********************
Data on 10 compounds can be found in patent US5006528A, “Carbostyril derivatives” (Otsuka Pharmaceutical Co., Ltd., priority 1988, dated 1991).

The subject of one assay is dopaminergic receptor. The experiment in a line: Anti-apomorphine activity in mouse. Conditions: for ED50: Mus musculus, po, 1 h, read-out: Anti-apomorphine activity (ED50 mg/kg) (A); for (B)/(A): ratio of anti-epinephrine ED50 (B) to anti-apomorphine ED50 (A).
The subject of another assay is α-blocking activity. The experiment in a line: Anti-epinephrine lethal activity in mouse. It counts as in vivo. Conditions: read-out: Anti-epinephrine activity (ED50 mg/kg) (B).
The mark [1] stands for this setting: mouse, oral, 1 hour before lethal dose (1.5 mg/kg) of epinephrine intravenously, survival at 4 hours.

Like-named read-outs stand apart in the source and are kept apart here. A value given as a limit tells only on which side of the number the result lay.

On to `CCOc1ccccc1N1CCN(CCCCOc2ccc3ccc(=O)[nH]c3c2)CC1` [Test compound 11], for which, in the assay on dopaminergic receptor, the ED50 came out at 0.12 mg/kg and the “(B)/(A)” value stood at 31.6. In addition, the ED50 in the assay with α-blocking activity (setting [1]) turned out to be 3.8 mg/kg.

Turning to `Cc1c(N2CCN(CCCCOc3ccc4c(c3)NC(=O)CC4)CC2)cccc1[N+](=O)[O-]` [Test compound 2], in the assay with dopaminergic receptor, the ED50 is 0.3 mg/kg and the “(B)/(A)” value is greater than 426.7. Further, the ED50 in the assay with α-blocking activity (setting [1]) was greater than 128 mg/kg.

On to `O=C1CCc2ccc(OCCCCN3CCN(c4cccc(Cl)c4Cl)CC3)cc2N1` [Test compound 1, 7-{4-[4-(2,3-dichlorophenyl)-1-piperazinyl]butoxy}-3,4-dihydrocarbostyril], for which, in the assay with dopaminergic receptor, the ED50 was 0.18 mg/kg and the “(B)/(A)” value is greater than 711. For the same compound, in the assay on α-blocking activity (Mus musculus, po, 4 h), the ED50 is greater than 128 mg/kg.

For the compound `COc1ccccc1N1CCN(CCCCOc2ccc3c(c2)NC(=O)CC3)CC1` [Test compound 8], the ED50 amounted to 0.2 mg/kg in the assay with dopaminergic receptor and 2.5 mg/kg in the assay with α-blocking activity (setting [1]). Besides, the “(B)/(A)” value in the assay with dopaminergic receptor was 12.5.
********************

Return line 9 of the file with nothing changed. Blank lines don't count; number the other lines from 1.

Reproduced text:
For the compound `COc1ccccc1N1CCN(CCCCOc2ccc3c(c2)NC(=O)CC3)CC1` [Test compound 8], the ED50 amounted to 0.2 mg/kg in the assay with dopaminergic receptor and 2.5 mg/kg in the assay with α-blocking activity (setting [1]). Besides, the “(B)/(A)” value in the assay with dopaminergic receptor was 12.5.